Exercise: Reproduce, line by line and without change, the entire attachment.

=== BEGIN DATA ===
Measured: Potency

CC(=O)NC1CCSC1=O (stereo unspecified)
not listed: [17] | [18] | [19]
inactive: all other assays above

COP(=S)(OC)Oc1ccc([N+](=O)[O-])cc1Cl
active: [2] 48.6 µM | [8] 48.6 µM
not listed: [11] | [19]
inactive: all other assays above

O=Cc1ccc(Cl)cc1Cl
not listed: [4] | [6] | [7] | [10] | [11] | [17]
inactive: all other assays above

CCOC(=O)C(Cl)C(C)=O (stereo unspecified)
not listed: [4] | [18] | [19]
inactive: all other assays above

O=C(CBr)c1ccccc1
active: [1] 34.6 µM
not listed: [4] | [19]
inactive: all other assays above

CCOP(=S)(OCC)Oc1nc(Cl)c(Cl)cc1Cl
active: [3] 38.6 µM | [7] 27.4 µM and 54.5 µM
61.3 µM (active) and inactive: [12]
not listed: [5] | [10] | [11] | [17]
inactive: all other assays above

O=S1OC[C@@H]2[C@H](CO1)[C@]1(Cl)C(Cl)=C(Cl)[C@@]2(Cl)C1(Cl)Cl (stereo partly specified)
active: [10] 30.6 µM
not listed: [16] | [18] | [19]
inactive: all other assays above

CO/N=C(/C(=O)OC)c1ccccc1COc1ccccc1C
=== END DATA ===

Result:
Measured: Potency

CC(=O)NC1CCSC1=O (stereo unspecified)
not listed: [17] | [18] | [19]
inactive: all other assays above

COP(=S)(OC)Oc1ccc([N+](=O)[O-])cc1Cl
active: [2] 48.6 µM | [8] 48.6 µM
not listed: [11] | [19]
inactive: all other assays above

O=Cc1ccc(Cl)cc1Cl
not listed: [4] | [6] | [7] | [10] | [11] | [17]
inactive: all other assays above

CCOC(=O)C(Cl)C(C)=O (stereo unspecified)
not listed: [4] | [18] | [19]
inactive: all other assays above

O=C(CBr)c1ccccc1
active: [1] 34.6 µM
not listed: [4] | [19]
inactive: all other assays above

CCOP(=S)(OCC)Oc1nc(Cl)c(Cl)cc1Cl
active: [3] 38.6 µM | [7] 27.4 µM and 54.5 µM
61.3 µM (active) and inactive: [12]
not listed: [5] | [10] | [11] | [17]
inactive: all other assays above

O=S1OC[C@@H]2[C@H](CO1)[C@]1(Cl)C(Cl)=C(Cl)[C@@]2(Cl)C1(Cl)Cl (stereo partly specified)
active: [10] 30.6 µM
not listed: [16] | [18] | [19]
inactive: all other assays above

CO/N=C(/C(=O)OC)c1ccccc1COc1ccccc1C